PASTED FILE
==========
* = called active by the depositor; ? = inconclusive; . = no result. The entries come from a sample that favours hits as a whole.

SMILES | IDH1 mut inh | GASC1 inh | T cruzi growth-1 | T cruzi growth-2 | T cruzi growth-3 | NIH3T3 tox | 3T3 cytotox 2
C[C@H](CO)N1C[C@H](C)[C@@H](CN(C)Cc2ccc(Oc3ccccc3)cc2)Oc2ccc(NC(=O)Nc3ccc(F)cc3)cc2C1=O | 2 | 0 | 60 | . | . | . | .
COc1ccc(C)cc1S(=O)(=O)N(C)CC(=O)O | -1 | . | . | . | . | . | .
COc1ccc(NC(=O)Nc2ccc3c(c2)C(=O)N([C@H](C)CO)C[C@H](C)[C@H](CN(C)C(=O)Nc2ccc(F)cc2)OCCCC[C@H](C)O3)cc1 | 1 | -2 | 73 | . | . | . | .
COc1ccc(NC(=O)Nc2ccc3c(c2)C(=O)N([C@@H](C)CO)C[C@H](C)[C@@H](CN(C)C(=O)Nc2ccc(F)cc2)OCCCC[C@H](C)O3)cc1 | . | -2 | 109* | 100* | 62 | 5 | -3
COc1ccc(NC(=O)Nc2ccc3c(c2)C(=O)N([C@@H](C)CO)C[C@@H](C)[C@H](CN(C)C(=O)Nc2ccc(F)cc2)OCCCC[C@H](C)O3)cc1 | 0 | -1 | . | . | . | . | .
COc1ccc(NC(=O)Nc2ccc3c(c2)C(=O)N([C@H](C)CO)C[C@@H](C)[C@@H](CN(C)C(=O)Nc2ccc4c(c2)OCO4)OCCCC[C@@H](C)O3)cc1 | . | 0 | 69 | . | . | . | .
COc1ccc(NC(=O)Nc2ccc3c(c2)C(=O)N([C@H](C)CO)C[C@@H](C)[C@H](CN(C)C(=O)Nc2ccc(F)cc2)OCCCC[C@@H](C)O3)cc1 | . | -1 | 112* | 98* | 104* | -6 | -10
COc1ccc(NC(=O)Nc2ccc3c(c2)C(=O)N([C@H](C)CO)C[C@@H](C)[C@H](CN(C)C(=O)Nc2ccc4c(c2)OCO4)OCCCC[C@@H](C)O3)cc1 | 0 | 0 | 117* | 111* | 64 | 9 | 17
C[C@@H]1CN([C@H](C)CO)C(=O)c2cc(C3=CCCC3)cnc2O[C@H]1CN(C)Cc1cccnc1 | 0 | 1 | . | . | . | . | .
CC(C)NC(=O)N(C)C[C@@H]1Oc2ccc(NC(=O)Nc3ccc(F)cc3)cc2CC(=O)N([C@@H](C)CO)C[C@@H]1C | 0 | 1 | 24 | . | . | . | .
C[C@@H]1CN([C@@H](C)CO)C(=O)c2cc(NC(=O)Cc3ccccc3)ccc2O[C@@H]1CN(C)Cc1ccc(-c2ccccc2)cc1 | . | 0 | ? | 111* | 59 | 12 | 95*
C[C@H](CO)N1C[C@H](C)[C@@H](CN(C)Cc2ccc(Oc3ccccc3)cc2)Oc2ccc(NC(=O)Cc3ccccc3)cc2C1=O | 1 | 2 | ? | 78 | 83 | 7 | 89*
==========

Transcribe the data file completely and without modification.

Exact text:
* = called active by the depositor; ? = inconclusive; . = no result. The entries come from a sample that favours hits as a whole.

SMILES | IDH1 mut inh | GASC1 inh | T cruzi growth-1 | T cruzi growth-2 | T cruzi growth-3 | NIH3T3 tox | 3T3 cytotox 2
C[C@H](CO)N1C[C@H](C)[C@@H](CN(C)Cc2ccc(Oc3ccccc3)cc2)Oc2ccc(NC(=O)Nc3ccc(F)cc3)cc2C1=O | 2 | 0 | 60 | . | . | . | .
COc1ccc(C)cc1S(=O)(=O)N(C)CC(=O)O | -1 | . | . | . | . | . | .
COc1ccc(NC(=O)Nc2ccc3c(c2)C(=O)N([C@H](C)CO)C[C@H](C)[C@H](CN(C)C(=O)Nc2ccc(F)cc2)OCCCC[C@H](C)O3)cc1 | 1 | -2 | 73 | . | . | . | .
COc1ccc(NC(=O)Nc2ccc3c(c2)C(=O)N([C@@H](C)CO)C[C@H](C)[C@@H](CN(C)C(=O)Nc2ccc(F)cc2)OCCCC[C@H](C)O3)cc1 | . | -2 | 109* | 100* | 62 | 5 | -3
COc1ccc(NC(=O)Nc2ccc3c(c2)C(=O)N([C@@H](C)CO)C[C@@H](C)[C@H](CN(C)C(=O)Nc2ccc(F)cc2)OCCCC[C@H](C)O3)cc1 | 0 | -1 | . | . | . | . | .
COc1ccc(NC(=O)Nc2ccc3c(c2)C(=O)N([C@H](C)CO)C[C@@H](C)[C@@H](CN(C)C(=O)Nc2ccc4c(c2)OCO4)OCCCC[C@@H](C)O3)cc1 | . | 0 | 69 | . | . | . | .
COc1ccc(NC(=O)Nc2ccc3c(c2)C(=O)N([C@H](C)CO)C[C@@H](C)[C@H](CN(C)C(=O)Nc2ccc(F)cc2)OCCCC[C@@H](C)O3)cc1 | . | -1 | 112* | 98* | 104* | -6 | -10
COc1ccc(NC(=O)Nc2ccc3c(c2)C(=O)N([C@H](C)CO)C[C@@H](C)[C@H](CN(C)C(=O)Nc2ccc4c(c2)OCO4)OCCCC[C@@H](C)O3)cc1 | 0 | 0 | 117* | 111* | 64 | 9 | 17
C[C@@H]1CN([C@H](C)CO)C(=O)c2cc(C3=CCCC3)cnc2O[C@H]1CN(C)Cc1cccnc1 | 0 | 1 | . | . | . | . | .
CC(C)NC(=O)N(C)C[C@@H]1Oc2ccc(NC(=O)Nc3ccc(F)cc3)cc2CC(=O)N([C@@H](C)CO)C[C@@H]1C | 0 | 1 | 24 | . | . | . | .
C[C@@H]1CN([C@@H](C)CO)C(=O)c2cc(NC(=O)Cc3ccccc3)ccc2O[C@@H]1CN(C)Cc1ccc(-c2ccccc2)cc1 | . | 0 | ? | 111* | 59 | 12 | 95*
C[C@H](CO)N1C[C@H](C)[C@@H](CN(C)Cc2ccc(Oc3ccccc3)cc2)Oc2ccc(NC(=O)Cc3ccccc3)cc2C1=O | 1 | 2 | ? | 78 | 83 | 7 | 89*